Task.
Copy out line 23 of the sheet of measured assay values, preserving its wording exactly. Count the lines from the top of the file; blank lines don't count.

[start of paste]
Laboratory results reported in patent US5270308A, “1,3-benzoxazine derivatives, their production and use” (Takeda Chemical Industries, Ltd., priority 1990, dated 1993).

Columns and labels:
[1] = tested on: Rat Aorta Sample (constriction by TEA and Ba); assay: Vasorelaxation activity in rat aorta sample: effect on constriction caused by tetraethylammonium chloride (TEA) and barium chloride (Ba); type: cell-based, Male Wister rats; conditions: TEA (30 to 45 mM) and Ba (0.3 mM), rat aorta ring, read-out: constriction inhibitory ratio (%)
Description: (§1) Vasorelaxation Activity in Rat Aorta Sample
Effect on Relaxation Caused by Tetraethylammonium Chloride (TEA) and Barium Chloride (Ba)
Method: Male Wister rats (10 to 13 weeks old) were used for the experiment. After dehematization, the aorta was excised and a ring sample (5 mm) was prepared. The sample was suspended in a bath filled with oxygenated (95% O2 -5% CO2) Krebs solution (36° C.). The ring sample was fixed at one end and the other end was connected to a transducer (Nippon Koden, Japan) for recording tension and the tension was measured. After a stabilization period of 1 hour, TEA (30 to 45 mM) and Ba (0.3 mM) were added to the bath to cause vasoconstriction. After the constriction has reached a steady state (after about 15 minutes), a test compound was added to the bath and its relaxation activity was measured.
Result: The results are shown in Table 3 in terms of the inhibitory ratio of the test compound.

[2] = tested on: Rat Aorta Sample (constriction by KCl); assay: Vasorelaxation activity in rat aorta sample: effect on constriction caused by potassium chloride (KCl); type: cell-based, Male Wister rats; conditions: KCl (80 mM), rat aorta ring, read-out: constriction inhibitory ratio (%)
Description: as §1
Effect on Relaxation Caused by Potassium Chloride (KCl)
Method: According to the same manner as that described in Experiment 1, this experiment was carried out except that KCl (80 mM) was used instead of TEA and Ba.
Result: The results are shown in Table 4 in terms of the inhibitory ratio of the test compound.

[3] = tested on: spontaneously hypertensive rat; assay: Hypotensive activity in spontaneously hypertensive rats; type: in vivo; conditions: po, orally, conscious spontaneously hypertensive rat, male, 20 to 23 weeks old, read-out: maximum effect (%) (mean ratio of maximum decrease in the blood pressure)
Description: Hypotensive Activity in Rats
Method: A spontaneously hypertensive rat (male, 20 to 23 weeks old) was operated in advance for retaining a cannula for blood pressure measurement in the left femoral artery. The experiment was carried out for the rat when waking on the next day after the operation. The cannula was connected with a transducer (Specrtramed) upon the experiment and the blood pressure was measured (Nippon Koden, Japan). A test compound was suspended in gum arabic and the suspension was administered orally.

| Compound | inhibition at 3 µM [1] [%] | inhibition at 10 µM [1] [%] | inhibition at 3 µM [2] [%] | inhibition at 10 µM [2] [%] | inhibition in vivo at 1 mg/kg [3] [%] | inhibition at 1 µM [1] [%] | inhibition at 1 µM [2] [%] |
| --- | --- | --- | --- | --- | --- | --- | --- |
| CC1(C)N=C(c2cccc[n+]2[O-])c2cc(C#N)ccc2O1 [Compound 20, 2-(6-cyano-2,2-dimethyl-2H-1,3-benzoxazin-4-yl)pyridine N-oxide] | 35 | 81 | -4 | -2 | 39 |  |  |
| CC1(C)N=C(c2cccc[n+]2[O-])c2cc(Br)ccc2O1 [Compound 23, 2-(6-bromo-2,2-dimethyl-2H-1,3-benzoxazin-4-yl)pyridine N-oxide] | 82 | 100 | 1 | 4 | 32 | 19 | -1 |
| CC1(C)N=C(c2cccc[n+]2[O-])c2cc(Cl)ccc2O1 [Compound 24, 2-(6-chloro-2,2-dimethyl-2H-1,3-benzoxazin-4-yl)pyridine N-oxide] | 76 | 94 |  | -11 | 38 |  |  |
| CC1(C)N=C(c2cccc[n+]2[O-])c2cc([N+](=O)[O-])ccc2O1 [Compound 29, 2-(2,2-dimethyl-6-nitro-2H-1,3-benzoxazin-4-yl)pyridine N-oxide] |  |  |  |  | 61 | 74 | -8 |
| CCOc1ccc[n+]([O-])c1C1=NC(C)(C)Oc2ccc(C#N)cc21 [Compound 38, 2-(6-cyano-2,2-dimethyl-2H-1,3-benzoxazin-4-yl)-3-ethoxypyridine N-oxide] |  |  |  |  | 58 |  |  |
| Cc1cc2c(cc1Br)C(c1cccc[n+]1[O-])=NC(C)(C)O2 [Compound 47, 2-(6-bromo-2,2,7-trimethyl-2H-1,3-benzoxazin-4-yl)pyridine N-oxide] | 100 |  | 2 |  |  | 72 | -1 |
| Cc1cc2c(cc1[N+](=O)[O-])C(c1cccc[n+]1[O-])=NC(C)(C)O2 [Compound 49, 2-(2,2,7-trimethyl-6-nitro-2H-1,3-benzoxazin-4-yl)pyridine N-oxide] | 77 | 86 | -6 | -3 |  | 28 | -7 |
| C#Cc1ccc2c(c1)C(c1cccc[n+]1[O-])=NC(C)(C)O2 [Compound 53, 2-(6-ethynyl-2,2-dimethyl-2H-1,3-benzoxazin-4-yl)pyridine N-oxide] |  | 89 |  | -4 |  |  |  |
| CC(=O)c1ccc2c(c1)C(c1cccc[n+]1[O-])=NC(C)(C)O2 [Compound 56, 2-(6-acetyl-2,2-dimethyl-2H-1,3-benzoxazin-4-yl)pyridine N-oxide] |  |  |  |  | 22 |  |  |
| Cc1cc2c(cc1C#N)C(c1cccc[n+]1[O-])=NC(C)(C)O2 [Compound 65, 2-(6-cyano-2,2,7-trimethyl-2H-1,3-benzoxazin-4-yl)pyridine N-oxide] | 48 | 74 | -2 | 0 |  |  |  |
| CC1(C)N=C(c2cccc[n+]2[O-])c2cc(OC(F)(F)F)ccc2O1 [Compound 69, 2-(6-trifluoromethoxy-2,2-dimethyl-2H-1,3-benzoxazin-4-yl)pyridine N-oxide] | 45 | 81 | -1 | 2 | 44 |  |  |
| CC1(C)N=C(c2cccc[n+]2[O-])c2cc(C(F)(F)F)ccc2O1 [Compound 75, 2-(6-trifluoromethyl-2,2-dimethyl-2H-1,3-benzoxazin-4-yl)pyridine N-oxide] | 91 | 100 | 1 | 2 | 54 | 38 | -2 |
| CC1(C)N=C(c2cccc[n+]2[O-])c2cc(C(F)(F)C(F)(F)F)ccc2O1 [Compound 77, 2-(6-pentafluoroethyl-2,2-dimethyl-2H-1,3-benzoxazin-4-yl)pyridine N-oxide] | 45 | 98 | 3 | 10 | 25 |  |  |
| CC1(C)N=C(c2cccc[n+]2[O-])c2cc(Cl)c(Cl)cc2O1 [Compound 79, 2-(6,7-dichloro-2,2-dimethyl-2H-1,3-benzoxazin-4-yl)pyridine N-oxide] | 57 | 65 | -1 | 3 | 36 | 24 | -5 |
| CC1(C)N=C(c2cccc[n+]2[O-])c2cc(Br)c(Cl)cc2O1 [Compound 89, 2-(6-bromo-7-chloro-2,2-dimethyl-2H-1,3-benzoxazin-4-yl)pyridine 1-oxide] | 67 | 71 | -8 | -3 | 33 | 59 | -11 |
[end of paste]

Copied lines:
| Cc1cc2c(cc1Br)C(c1cccc[n+]1[O-])=NC(C)(C)O2 [Compound 47, 2-(6-bromo-2,2,7-trimethyl-2H-1,3-benzoxazin-4-yl)pyridine N-oxide] | 100 |  | 2 |  |  | 72 | -1 |